Review: Buekes’s Broken Monsters

Broken Monsters (Reading Group Guide)
Lauren Buekes

Super well-done mystery novel set turned super-natural what-the-fuck. Wonderful characters including sketchy wanna-be youtube stars, troubled ex-cons, teens in over their heads, overworked cops and mentally ill artists all face unknowable something or other in post-industrial Detroit. Good fun.
I picked this up not knowing what to expect and was really pleasantly surprised when what I got was a page turner that felt new and vibrant. The writing here isn’t always flawless, and some of the scenes especially those involving the wanna-be youtube star, felt forced, but all in all an enjoyable novel. I’ll be checking out Beukes’ other works.


Review: Morrison’s God Help the Child

God Help the Child: A novel
Toni Morrison

A minor work by a major author, this slim book by one of the greatest American novelists  is beautiful and haunting. It moves back and forth from the allegorical to the realistic tracing the story of Bride, a wounded child who grows into a celebrated, but wounded women. Morrison deals here with race, and gender, and the unique horrors our society metes out to black women. She address child abuse, and dysfunctional relationships, and love. All of it in a way that feels real and devoid of the hectoring tone some political works can have. Beautifully written, you shouldn’t pass this one up.


Review: Mandel’s Station Eleven

Station Eleven
Emily St. John Mandel
This is a wonderfully strange, somewhat SF, pretty dystopian, near future novel that’s also about the nature of love, what it means to be a family, and how to stay human, and creative, in a word stacked against you. I loved this book. Science fiction type books that deal with humanities’ struggle to survive a major disaster are generally a sure bet with me, but here, Mandel takes the conceit to a new level of prose sophistication. As far as I know Mandel doesn’t have an MFA, but this book reads like she does. Its prose is polished and sophisticated, its characters are wonderfully particularized, and its plot, while perhaps not really “page turner” is involving and complex. Probably the best fiction book I read all year.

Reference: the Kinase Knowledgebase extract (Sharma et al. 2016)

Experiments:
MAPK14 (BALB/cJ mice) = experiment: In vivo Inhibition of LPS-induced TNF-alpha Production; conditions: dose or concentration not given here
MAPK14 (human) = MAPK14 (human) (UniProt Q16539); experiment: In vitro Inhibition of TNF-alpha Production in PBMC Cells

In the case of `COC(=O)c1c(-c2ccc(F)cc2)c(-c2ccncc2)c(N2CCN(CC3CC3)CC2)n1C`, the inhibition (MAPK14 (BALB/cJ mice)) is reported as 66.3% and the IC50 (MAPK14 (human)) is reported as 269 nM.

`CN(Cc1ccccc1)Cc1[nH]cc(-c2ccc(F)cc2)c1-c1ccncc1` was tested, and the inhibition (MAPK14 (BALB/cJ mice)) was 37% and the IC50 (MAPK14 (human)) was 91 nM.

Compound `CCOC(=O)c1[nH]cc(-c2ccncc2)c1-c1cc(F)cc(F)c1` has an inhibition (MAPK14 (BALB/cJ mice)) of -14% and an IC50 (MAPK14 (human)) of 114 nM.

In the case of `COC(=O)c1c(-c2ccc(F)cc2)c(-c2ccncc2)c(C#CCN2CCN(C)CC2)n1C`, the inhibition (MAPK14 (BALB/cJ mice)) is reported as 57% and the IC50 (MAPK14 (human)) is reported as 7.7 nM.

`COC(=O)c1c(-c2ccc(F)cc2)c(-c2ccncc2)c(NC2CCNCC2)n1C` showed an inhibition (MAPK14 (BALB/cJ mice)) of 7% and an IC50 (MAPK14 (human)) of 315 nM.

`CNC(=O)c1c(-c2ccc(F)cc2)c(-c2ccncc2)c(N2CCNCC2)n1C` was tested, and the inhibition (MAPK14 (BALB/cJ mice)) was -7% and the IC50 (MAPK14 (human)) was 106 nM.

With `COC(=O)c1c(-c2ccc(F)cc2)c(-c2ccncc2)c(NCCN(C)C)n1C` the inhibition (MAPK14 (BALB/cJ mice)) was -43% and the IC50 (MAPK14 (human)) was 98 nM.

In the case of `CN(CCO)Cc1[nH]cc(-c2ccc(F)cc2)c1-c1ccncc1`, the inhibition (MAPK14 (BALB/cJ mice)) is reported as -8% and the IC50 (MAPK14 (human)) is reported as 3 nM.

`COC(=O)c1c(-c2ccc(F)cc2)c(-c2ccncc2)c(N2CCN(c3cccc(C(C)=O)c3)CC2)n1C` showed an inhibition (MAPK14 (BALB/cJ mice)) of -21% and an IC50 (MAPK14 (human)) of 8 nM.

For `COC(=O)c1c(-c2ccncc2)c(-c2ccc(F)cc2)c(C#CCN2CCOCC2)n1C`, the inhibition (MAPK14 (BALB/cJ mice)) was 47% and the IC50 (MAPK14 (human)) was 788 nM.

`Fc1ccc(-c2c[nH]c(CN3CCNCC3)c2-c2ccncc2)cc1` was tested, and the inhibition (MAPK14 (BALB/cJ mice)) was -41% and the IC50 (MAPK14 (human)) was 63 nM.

Review: French’s In the Woods

In the Woods
Tana French

The first of French’s Dublin Murder squad novels, this is the type of literary novel masquerading as a crime novel that I absolutely adore. On the surface, this is the story of an unsolved disappearance and an unsolved murder, decades apart. And on that level, it’s a very successful crime novel. But it’s also, as all crime novels are, the story of a place (Dublin) and the story of people’s (the cops/victims) attempts to deal with the aftermath of childhood trauma and find human connection in a fucked up world.

All in all, a worthy effort and right up my alley. I’ll be reading the rest of French’s books eventually.


Review: Lippman’s Baltimore Blues

Baltimore Blues: The First Tess Monaghan Novel
Laura Lippman

The first book in Lippman’s Tess Monaghan Series of crime novels set in Baltimore. This was a bit of more breezy than I expected, but does what I want a crime novel to do – give me a sense of place, give me characters I believe, and keep me turning the pages. I like this well enough to finish it in a matter of days, but not enough to track down the other books in the series. If you like your crime novels hardboiled, this might not be your thing, but if you like you crime novels to tell you not only a story, but also about a place a time (here Baltimore, early 90s) then you’ll probably enjoy this one.

Recommended for the enthusiast.